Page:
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Colonial America

The organization of the Massachusetts Bay Colony revolved around the guiding principle and belief of its leaders that religious authority overrides civil authority. Men of faith like Cotton Mather refused to tolerate any beliefs or practices in civil society that conflicted with his idea of religion and its superior authority. According to Becker (1915), such a justification and validation stemmed from “the vain and pathetic effort of single-minded men to identify the temporal and spiritual commonwealth” (97). Such attitudes enabled leaders of Colonial America to rationalize and validate social controls that included the prosecution and persecution of those with different beliefs. Such attitudes also necessarily exclude others who do not adhere to the definition of the temporal or spiritual commonwealth defined by such single-minded men. Such attitudes still exist in contemporary America, as evidenced by the intolerance of religion demonstrated in the case brought against Justice Fob James of Alabama. However, the religious intolerance exhibited by leaders of Colonial America was different in tone and tenor than the religious intolerance exhibited by contemporary American leaders in the case against Justice Ray Moore. This is mainly because the former case is one based on fanaticism while the latter case is one based on constitutionality or the supremacy of civil law over religious law.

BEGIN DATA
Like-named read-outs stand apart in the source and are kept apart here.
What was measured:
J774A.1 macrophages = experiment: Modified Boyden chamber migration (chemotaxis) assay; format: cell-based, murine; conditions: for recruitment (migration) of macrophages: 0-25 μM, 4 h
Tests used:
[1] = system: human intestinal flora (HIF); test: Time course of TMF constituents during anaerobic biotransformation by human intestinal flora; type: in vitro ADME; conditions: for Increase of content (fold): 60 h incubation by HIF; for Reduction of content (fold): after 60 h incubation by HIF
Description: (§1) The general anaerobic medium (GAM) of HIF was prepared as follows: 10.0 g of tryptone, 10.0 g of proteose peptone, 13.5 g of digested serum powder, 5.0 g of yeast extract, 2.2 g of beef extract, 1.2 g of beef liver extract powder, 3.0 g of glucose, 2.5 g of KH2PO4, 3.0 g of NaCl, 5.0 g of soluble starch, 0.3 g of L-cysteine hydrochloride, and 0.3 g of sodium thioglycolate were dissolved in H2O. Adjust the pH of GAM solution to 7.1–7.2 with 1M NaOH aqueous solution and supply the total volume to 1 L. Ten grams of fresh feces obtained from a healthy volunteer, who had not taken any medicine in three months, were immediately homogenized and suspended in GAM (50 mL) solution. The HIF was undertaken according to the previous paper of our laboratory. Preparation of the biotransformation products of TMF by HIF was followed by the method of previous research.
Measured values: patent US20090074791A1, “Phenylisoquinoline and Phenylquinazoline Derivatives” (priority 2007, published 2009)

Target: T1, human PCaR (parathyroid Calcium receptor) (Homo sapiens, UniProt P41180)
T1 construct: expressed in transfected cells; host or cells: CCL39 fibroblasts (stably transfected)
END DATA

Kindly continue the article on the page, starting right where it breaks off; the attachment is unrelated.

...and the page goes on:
Colonial American leaders like Cotton Mather were fanatical and their brand of religious intolerance was harmful. It was primarily ethnocentric, exclusionary, and based on human interpretations of a specific religious ideology. Men like Mather believed he and the members of his community who believed as he did maintained a monopoly on virtue and goodness. Such thinking allowed for the justification of treating others uncharitably and unkindly who did not conform to the Puritan ideal of goodness. Mather and those like him felt their “...

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Colonial America. (1969, December 31). In Retrieved 20:16, May 27, 2020, from